Love all the anti-FF crowd coming out to crow - as they normally do - about Firefox and IE both being software (ie, they have bugs).

Let me explain this for you nice and slowly, IE fans. We use FF not because it has less security holes (though it does seem to) - we use it because when there is a problem, the patch comes out a whoooole lot faster. Well, that and a whole host of other reasons.

No browser is immune to security holes/bugs/flaws. None. The difference is in the patching. IE generally takes about an ice age or two. Firefox....doesn't.

*Doot de dooo doooo dooooo*

You acquired a clue! Achievement Unlocked!

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FF FTW, again

Not that I want to have a smug moment or anything, but:

http://go.theregister.com/feed/www.theregister.co.uk/2010/03/23/firefox_zero_day_fix/

:-)

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Anonymous Coward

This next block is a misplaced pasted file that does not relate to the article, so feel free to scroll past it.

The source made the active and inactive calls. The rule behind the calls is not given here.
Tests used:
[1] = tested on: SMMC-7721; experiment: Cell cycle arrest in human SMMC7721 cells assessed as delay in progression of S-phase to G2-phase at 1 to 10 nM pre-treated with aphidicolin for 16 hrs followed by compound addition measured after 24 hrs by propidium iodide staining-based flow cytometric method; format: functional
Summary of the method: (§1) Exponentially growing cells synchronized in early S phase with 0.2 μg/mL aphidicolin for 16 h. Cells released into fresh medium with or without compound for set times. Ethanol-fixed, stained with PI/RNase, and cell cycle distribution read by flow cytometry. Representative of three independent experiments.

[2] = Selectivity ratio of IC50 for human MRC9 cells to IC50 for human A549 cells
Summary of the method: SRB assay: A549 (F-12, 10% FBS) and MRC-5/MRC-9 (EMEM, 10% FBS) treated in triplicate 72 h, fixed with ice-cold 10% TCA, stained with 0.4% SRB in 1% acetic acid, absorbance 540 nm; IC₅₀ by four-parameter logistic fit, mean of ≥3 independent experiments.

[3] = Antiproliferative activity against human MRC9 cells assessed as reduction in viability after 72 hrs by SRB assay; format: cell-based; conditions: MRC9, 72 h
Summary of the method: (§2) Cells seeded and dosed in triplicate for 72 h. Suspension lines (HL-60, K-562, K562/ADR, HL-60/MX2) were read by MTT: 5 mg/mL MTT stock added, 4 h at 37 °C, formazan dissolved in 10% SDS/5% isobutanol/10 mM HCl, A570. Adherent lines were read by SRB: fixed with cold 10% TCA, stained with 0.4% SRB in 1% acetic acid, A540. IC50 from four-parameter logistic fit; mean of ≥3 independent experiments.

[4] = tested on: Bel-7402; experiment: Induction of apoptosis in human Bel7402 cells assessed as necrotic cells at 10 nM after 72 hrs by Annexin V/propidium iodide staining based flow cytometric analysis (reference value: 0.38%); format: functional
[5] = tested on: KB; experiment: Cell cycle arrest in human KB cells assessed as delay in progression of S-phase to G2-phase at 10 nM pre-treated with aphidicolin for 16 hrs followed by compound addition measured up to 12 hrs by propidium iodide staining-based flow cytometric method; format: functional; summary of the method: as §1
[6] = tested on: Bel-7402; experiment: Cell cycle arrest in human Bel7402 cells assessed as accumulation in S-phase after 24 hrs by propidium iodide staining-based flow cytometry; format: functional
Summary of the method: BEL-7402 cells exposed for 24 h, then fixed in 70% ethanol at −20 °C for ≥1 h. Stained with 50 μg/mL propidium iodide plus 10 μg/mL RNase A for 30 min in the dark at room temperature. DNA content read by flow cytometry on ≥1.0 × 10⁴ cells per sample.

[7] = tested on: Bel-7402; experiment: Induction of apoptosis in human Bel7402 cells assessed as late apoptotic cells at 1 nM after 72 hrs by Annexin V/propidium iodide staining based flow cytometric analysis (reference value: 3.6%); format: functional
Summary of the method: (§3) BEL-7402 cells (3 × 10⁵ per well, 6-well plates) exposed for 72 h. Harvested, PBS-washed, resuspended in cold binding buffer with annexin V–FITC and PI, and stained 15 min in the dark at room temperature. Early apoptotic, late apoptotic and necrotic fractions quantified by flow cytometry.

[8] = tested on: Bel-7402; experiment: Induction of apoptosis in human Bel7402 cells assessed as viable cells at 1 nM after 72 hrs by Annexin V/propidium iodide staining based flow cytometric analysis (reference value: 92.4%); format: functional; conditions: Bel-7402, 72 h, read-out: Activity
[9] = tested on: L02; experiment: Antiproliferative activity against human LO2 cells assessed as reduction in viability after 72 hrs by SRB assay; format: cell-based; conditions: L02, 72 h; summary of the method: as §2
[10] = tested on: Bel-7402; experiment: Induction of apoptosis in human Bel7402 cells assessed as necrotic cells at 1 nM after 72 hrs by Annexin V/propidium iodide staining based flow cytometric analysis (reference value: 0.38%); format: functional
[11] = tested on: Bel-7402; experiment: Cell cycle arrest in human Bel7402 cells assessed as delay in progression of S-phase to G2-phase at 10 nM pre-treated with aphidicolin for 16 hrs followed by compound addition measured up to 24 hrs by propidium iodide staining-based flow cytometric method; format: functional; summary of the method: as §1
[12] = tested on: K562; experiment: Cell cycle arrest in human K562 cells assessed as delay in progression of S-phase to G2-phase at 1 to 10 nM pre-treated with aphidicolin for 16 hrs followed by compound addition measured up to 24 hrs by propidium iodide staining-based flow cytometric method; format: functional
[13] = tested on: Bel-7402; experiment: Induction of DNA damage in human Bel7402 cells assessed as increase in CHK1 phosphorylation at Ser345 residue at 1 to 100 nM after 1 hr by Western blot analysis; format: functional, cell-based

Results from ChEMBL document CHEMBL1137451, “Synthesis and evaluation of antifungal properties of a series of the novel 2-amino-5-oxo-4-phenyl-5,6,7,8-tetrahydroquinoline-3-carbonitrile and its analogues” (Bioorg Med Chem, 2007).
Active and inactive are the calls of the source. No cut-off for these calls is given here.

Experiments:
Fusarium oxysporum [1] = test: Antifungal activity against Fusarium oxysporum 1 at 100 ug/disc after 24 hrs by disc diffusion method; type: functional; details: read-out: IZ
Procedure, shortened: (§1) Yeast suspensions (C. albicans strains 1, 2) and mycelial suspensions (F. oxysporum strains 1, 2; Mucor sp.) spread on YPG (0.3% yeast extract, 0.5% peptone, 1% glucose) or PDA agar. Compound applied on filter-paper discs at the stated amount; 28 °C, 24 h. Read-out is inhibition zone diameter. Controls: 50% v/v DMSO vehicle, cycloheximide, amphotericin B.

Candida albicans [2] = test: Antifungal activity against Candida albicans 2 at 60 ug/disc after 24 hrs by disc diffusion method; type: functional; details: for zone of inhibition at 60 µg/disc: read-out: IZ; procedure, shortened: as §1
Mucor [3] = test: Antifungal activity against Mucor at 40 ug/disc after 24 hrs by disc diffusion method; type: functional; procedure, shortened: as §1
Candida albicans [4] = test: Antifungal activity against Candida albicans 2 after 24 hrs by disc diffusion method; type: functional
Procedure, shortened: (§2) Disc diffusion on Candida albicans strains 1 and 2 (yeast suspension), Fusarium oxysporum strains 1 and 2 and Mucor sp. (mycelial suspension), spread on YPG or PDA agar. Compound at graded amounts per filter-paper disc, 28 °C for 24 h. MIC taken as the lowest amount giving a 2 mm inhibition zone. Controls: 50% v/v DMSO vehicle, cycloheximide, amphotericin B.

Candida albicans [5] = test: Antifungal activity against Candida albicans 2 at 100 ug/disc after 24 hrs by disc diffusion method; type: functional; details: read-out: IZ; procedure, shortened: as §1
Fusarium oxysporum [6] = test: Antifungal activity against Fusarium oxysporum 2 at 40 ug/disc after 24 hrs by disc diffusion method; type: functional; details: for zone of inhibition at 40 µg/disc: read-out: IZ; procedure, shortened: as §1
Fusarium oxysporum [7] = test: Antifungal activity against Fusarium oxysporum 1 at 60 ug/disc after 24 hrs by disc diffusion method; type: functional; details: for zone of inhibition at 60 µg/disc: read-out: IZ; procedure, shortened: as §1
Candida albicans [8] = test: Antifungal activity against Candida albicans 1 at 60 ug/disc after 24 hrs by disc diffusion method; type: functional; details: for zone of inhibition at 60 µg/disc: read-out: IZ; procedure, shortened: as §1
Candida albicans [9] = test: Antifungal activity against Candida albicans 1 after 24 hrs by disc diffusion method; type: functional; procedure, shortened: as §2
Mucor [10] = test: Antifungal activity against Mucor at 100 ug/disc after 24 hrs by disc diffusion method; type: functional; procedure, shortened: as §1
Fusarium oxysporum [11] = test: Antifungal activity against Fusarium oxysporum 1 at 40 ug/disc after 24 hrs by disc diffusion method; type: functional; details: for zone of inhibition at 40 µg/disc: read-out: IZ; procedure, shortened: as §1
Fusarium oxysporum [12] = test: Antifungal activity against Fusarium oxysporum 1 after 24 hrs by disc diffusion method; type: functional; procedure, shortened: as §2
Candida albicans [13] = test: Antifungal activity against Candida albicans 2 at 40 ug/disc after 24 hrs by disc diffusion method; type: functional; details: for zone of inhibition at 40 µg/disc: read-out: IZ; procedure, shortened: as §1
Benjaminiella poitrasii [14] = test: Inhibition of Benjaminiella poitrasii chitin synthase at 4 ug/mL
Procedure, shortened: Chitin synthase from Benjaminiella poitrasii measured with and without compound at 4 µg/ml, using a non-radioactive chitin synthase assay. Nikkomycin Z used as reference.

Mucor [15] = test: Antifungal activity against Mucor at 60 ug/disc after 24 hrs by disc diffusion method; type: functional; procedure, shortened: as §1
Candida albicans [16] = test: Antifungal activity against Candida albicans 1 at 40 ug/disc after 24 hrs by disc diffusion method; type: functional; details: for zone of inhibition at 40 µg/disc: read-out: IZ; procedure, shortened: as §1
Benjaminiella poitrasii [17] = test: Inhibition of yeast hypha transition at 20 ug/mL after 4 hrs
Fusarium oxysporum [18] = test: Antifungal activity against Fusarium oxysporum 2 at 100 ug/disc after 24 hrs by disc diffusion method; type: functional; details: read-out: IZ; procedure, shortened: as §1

Foamy the Squirrel reference?

Given that TVs will all soon be YouTube, NetFlix, MSG or MDK (MSN?) and lord knows what else up to the hilt and have more grunt than Jeremy Clarkson, the choice of rendering and JavaScipt engines for these featurful embedded systems will be critical. MSTV? The trust may not be there...

Personally, I would look forward to a DOS attack against episodes of Eastenders.

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Foamy Reference

Glad someone spotted it. Hello, fellow Squirrel Cultist!

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Stop

Just use Opera

Darn sight more secure than IE and Firefox, faster and standards compliant too.

if you want to be even safer (as nothing is 100% safe), then use Opera with it's own NoScript to to turn of Javascript and/or plugins either on a site by site basis Site Preferences (F12) or Globally (Ctrl F12). (you can even do the reverse, turn it off globally and back on for select sites).